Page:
Q: Archbishop J, What is happening to our Church?
The recent publication of the 1300-page grand jury report in the United States, detailing the systemic abuse of over 1000 children in six Pennsylvania dioceses over the past seven decades, was shocking. It has shattered the faithful in the Catholic Church worldwide.
Many members of our community have expressed dismay and felt gut-wrenching anguish for the abused and their families. Disappointment in our Church and its leadership is widespread.
The subsequent disclosures in the letter from Archbishop Viganò, the former nuncio to the United States, plunged the Church into more uncertainty, especially with his allegation of a high-level Vatican cover-up of former Cardinal Theodore Mc Carrick’s abuse.
This is a dark night for our Church. Children have been traumatised, families are in turmoil and lives have been ruined. Let us all commit to deep prayer for all victims—their families. We must also pray for perpetrators of abuse. We need to ensure collaboration at all levels within the Church so its environment is safe for all children.
Lamentation and Anger
As I reflect on the multiple levels of incompetence and cover-up, my reaction is lamentation and anger. How can someone who accepted a vocation to shepherd the children of God, prey on his sheep? But worse, the leaders did not protect the innocent. This Joel passage has become a prayer:
“Let the priests, who minister before the Lord, weep between the portico and the altar. Let them say, ‘Spare your people, Lord. Do not make your inheritance an object of scorn, a byword among the nations.’ Why should they say among the peoples, ‘Where is their God?’” (Joel 2:17)
We must acknowledge there is a systemic problem. Children were abused; some persons conspired; others covered up or turned a blind eye on the abuse. What is consistent is their action or inaction put innocent, trusting children in harm’s way. These children are now scarred and traumatised. Everyone has to answer for the role they played.
Many of you are angry with the Church because she failed to protect the little ones. Many of you are calling for change in its handling of such incidents. The People of God expect change; they deserve change.
In a courageous and strong letter to the People of God, Pope Francis called the entire Church to prayer, fasting and repentance saying:
“ ‘If one member suffers, all suffer together with it’ (1 Cor 12:26). These words of Saint Paul forcefully echo in my heart as I acknowledge once more the suffering endured by many minors due to sexual abuse, the abuse of power and the abuse of conscience perpetrated by a significant number of clerics and consecrated persons.
Crimes that inflict deep wounds of pain and powerlessness, primarily among the victims, but also in their family members and in the larger community of believers and nonbelievers alike.
Looking back to the past, no effort to beg pardon and to seek to repair the harm done will ever be sufficient. Looking ahead to the future, no effort must be spared to create a culture able to prevent such situations from happening, but also to prevent the possibility of their being covered up and perpetuated.
The pain of the victims and their families is also our pain, and so it is urgent that we once more reaffirm our commitment to ensure the protection of minors and of vulnerable adults.”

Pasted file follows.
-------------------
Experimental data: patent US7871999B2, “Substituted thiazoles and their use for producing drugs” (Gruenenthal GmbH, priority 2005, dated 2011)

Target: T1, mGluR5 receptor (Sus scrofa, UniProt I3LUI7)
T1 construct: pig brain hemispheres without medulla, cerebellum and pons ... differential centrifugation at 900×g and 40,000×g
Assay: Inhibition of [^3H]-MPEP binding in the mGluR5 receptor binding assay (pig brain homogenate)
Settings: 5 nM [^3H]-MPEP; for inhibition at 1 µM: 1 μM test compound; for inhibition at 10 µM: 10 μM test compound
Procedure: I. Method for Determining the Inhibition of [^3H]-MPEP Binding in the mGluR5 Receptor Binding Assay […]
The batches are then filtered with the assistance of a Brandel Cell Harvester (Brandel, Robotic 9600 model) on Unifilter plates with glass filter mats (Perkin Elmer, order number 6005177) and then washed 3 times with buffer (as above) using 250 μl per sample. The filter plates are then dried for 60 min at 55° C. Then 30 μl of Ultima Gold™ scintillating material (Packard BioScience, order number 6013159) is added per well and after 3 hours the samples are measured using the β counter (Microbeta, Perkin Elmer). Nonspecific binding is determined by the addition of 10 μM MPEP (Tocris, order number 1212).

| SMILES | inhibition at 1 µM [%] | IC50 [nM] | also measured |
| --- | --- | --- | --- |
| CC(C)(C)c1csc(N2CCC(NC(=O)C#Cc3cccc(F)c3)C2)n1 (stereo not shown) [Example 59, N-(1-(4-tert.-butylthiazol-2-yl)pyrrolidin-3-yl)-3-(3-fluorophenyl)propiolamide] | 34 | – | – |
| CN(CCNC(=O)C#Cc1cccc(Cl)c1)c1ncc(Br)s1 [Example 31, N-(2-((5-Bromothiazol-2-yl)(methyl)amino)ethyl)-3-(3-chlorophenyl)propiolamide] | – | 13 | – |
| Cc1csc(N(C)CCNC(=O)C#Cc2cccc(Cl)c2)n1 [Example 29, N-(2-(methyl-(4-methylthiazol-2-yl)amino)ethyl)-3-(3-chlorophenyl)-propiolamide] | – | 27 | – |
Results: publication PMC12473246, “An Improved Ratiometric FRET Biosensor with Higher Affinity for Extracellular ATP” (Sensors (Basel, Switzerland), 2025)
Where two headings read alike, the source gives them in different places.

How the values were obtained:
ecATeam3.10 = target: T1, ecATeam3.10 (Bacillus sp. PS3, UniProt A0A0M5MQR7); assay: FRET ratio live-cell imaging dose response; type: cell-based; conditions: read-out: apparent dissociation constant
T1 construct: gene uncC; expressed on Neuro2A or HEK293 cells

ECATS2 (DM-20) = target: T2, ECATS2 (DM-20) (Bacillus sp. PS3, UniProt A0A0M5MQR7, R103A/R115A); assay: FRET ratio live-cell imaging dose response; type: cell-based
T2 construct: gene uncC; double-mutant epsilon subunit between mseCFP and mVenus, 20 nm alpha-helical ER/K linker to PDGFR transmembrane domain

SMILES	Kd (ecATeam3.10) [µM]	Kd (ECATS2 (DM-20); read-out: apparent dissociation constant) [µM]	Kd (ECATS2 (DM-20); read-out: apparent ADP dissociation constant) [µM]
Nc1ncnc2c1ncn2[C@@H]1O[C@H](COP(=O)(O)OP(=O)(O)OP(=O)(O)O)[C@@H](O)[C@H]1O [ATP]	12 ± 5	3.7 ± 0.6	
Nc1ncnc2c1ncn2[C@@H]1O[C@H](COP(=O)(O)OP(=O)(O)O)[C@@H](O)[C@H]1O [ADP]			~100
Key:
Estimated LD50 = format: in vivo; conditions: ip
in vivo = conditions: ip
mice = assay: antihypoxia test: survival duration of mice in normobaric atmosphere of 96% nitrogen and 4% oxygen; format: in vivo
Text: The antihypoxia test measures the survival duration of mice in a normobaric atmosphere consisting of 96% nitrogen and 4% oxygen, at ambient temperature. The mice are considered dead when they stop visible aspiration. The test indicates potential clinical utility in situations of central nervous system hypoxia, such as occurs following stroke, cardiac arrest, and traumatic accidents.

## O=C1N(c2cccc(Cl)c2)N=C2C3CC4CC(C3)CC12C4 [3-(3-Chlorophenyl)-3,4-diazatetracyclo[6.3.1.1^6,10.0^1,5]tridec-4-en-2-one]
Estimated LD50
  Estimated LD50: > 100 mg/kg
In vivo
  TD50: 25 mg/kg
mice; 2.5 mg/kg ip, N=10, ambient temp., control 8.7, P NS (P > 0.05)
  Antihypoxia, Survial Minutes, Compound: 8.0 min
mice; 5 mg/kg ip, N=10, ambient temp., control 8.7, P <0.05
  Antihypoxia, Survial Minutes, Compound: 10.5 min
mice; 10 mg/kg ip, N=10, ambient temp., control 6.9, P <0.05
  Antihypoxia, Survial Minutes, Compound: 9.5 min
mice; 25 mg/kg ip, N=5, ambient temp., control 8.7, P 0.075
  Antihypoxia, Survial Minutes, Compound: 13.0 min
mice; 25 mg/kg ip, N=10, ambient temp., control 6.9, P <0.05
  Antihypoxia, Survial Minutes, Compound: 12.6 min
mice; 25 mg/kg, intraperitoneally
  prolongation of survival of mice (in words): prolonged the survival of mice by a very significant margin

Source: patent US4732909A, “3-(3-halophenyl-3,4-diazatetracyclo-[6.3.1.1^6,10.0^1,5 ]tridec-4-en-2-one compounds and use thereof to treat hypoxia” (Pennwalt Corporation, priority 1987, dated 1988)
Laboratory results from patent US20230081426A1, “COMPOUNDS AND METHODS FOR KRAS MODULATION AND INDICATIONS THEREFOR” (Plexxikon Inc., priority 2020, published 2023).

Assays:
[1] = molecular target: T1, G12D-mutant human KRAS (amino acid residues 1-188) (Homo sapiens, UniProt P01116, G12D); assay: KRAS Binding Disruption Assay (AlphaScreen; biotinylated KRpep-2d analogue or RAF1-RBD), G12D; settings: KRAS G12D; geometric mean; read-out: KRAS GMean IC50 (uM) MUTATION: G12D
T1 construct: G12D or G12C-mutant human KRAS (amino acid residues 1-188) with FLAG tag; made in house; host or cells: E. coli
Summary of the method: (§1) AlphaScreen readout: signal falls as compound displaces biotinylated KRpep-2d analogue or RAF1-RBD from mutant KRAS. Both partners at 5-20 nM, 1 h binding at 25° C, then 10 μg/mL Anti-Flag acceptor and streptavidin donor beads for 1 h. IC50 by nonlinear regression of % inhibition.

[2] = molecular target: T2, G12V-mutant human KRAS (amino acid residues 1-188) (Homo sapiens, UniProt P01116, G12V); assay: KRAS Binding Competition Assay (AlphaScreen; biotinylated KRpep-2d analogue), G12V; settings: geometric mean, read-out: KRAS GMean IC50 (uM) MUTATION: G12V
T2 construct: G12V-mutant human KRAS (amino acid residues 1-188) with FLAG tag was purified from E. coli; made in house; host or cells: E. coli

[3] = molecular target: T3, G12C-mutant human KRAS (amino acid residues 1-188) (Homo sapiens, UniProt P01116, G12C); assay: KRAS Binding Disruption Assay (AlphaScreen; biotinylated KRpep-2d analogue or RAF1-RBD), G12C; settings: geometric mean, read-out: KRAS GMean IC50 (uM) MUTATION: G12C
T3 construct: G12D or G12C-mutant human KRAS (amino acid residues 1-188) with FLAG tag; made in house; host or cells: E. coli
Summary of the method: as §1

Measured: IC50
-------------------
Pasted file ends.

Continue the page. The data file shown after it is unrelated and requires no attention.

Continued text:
Pope Francis invites us to unite in solidarity against this evil. He invites us to end clericalism; to work tirelessly to protect the victims and participate in transformation that makes the Church a safe place for all God’s children.
His call is for deep, sustained conversion, which must impact the Church at all levels. I support this call. There must be open dialogue on the rights of our children and the accountability of priests and Church workers, to ensure a safe environment for our children. The laity must also hold us accountable.
In our Diocese
The last few weeks have been a game changer. Every Catholic priest has been condemned just by virtue of being a Catholic priest. Each of us must be reminded of our responsibility for the safety and protection of God’s children.
Many years ago, the AEC Bishops implemented procedures to address sexual abuse of minors by clergy; seminarians and deacons in formation are required to undergo thorough psychological screening and periodic assessments. We have trained three people to identify ‘at-risk’ behaviour. Priests also complete an internationally approved online course regarding child protection.
We must raise awareness within the Church and in the wider society that child abuse is wrong. Widespread incest in the Caribbean is a significant concern. The Church must become the healing balm for all children who were abused. The real transformation will, however, only take place when we raise the consciousness of our whole community—laity and clergy—to speak up about any acts of abuse, in Church and in society. Do not be silent.
Let us begin open conversations about how to protect our children at home, at school, at Church and in the wider society. While the Family Life, and Youth Commissions will play a pivotal role in organising a laity-led movement, each of us has a responsibility.
I close with the words of Pope Francis: “I invite the entire holy faithful People of God to a penitential exercise of prayer and fasting, following the Lord’s command. This can awaken our conscience and arouse our solidarity and commitment to a culture of care that says ‘never again’ to every form of abuse.”
Key Message: We all have a responsibility to protect our children. Let us collaborate; let us be vigilant.
Action Step: Read Pope Francis’ letter; discuss it with your family and groups. Discuss what needs to change in your parish and family to protect our children.
Scripture: Joel 2:19; Mt 18:5–7.